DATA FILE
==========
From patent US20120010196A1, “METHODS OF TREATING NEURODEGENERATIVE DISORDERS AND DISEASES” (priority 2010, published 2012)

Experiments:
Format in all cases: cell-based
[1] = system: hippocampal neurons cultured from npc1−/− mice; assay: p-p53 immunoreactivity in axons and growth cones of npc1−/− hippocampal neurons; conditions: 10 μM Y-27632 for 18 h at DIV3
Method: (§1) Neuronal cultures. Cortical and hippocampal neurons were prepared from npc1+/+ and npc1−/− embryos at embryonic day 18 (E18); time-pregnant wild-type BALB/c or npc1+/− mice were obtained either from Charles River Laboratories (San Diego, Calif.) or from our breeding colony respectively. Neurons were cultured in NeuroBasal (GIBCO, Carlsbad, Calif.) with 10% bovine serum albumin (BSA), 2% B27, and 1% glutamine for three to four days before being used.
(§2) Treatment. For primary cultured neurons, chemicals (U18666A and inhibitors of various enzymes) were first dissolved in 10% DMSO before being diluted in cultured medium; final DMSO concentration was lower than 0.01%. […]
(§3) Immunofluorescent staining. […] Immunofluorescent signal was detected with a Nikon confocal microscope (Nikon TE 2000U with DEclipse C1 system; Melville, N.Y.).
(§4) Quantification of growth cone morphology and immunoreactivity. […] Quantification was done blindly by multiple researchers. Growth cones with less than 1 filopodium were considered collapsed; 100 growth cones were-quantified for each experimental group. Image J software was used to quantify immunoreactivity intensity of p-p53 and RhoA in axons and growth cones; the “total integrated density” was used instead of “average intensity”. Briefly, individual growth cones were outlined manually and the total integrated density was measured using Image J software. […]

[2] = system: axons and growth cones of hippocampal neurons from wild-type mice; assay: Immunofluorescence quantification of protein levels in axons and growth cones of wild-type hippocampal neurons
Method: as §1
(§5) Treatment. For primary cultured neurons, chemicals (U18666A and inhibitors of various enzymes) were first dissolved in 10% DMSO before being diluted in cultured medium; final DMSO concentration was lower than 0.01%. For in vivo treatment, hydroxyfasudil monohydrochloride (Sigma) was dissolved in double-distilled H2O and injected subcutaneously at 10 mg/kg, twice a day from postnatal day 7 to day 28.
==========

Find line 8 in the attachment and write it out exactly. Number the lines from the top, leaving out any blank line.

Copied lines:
(§4) Quantification of growth cone morphology and immunoreactivity. […] Quantification was done blindly by multiple researchers. Growth cones with less than 1 filopodium were considered collapsed; 100 growth cones were-quantified for each experimental group. Image J software was used to quantify immunoreactivity intensity of p-p53 and RhoA in axons and growth cones; the “total integrated density” was used instead of “average intensity”. Briefly, individual growth cones were outlined manually and the total integrated density was measured using Image J software. […]